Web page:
In the middle of January, Mr. Brock launches an Astronomy unit. He is young and freckled with a mop of red hair that flops into his face with the enthusiasm of a puppy. He’s a science teacher with the energy it takes to engage eighth graders who are too cool for school.
Breathlessly, he introduces the solar system, our galaxy, the ever-expanding universe. We learn that every particle of matter and energy in the universe came into existence at the moment of the Big Bang. We grapple with the concept of infinity. How could something infinitesimally small, infinitesimally dense, hold all that is and will ever be?
He assigns nightly homework: Go outside after dark and observe the night sky.
Six inches of snow blankets the town over the weekend. Arctic air reaches a long cold finger into the middle of Indiana. After dinner, I clear the table, load the dishwasher, wipe the counters, and sweep the floor. My parents retreat to the TV room downstairs. My sister pours over homework upstairs in our bedroom. My brother stretches the spiraling telephone cord into a stick-straight line to reach the far corner of the living room where he talks to his girlfriend in low, intermittent murmurs.
I layer on outdoor clothing, slip into snow pants and flannel-lined boots, stretch a knit hat over my ears, and encircle my neck with two scarves: one under my coat, and one across my nose and mouth. I pull up my hood, zip my coat, and call the dog. Rusty trots over and stands in puzzled stillness as I attach his leash. He tilts his head as I pull on mittens. We’re going outside?
I close the door on light and warmth and crunch through the snow into the backyard. I stop and look up. “You’ll see more if you get away from sources of light,” Mr. Brock had told us. Rusty and I walk further from the house, and I drop onto my back into a patch of untouched snow. I sink in and stretch out my arms and legs. Cold hovers around me, but I feel warm. Rusty settles down next to me, his head heavy on my chest.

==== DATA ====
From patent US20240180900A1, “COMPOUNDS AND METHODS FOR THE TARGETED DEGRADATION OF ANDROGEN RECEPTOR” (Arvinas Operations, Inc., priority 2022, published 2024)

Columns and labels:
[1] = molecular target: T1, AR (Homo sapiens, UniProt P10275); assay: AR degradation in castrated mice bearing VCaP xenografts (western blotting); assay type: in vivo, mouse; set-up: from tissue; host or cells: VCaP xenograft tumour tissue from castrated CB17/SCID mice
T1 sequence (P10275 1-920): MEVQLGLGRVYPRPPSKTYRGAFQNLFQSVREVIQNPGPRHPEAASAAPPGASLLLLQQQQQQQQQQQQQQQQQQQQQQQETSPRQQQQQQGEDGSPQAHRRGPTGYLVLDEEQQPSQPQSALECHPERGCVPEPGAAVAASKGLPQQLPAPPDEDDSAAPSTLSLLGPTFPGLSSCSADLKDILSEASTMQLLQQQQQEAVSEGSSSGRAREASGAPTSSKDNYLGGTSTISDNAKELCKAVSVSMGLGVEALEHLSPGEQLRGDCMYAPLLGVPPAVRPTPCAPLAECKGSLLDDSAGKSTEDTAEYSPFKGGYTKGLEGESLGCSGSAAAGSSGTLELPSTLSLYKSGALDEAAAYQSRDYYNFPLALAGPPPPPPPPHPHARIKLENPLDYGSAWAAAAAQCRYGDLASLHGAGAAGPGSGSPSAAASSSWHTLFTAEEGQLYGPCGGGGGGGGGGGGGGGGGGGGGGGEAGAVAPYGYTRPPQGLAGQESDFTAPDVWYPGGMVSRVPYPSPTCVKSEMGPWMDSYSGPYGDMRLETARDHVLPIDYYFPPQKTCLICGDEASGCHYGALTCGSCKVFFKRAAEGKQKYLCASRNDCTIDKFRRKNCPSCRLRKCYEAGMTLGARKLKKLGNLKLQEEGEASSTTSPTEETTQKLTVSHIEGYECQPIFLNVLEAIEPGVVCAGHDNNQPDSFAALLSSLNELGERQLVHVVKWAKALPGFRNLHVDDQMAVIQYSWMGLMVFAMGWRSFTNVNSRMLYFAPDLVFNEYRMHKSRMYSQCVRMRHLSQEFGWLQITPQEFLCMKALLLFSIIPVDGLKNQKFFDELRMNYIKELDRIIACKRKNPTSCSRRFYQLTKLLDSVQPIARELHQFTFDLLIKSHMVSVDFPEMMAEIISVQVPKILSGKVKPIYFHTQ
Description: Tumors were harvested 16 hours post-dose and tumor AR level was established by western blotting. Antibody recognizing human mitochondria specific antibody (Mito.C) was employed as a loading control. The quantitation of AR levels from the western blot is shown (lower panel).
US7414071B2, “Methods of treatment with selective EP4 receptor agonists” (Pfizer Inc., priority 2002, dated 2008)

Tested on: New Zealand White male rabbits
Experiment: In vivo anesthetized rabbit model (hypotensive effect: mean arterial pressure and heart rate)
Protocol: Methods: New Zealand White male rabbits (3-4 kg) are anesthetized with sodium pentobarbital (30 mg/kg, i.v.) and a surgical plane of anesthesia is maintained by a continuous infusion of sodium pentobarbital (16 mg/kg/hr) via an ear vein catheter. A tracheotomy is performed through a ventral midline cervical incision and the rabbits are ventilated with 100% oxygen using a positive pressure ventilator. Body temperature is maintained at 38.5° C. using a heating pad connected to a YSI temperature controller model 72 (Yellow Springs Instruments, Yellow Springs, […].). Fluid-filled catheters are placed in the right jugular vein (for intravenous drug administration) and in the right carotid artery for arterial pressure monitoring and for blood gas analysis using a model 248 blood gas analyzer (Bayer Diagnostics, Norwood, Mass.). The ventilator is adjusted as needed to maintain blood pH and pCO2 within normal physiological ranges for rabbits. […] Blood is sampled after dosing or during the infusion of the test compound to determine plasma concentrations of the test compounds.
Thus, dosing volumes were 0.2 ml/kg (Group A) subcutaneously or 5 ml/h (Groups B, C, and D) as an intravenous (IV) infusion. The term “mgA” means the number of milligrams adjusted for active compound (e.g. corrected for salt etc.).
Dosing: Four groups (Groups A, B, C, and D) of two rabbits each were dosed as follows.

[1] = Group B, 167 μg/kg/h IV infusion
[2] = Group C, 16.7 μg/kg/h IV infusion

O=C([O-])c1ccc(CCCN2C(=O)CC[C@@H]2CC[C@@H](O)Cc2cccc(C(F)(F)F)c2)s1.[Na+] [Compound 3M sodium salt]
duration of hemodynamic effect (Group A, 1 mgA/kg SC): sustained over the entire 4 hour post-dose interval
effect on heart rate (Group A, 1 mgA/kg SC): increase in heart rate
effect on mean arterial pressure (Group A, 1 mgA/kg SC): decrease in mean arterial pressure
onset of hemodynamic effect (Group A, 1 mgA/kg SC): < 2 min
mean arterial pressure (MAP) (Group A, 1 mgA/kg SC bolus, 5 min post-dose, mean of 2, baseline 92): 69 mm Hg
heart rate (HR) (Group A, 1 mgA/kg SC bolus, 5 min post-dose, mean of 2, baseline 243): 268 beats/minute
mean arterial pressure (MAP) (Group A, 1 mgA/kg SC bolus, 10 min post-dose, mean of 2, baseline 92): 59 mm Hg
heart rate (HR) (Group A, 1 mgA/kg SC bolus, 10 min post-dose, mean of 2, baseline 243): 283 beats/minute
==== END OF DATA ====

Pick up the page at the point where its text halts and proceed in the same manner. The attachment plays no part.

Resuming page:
Trees stand like sentinels at the far edge of the yard. Their bare branches frame a wide circle of night sky filled with specks of light; some bright, some dim, some twinkling, some constant. I recognize Cassiopeia, the Big and Little Dippers, the North Star, and Orion. Each speck is a sun like ours, or even bigger. Planets spin and moons orbit in invisible gravitational fields. Mr. Brock told us about red and blue giants, white and black dwarves. He told us that thousands of stars burned out or exploded long ago, but their light still travels toward us, reporting billions of years of existence.
I listen to my slow, steady breath like a metronome.
It is the only sound.
I experience the peace of air flowing in and out of my lungs.
It is the only movement.
My body relaxes into the snow’s snug embrace.
I repeat this solitary ritual every night for weeks. I love every part of it: layering, Rusty, the cold, the snow, my breath, the vastness of the night sky, and my tiny spot on this small planet. I’m disappointed when the stars are hidden by clouds, and a little resentful when the moon shows up to steal the show. A snow squall presents its own kind of wonder. Each flake is like a photon of light speeding toward me from a far-off star. They melt on my nose and deliver miniature electric sparks to my outstretched tongue. Mr. Brock instructs us to sketch the moon each night, and I delight in its changing shape and position. Science becomes a study of awe and wonder.
Before I have the words to describe it, I know I am the stuff of stars.
About the Author
Linda Castronovo lives and writes in western Massachusetts, ancestral land of the Nipmuc and Pocumtuck People. She makes her home with her husband, a yellow lab, a black cat, and five chickens on a tiny hobby farm with fruit trees, berry bushes, and too many weeds. Nature is still a daily wonder.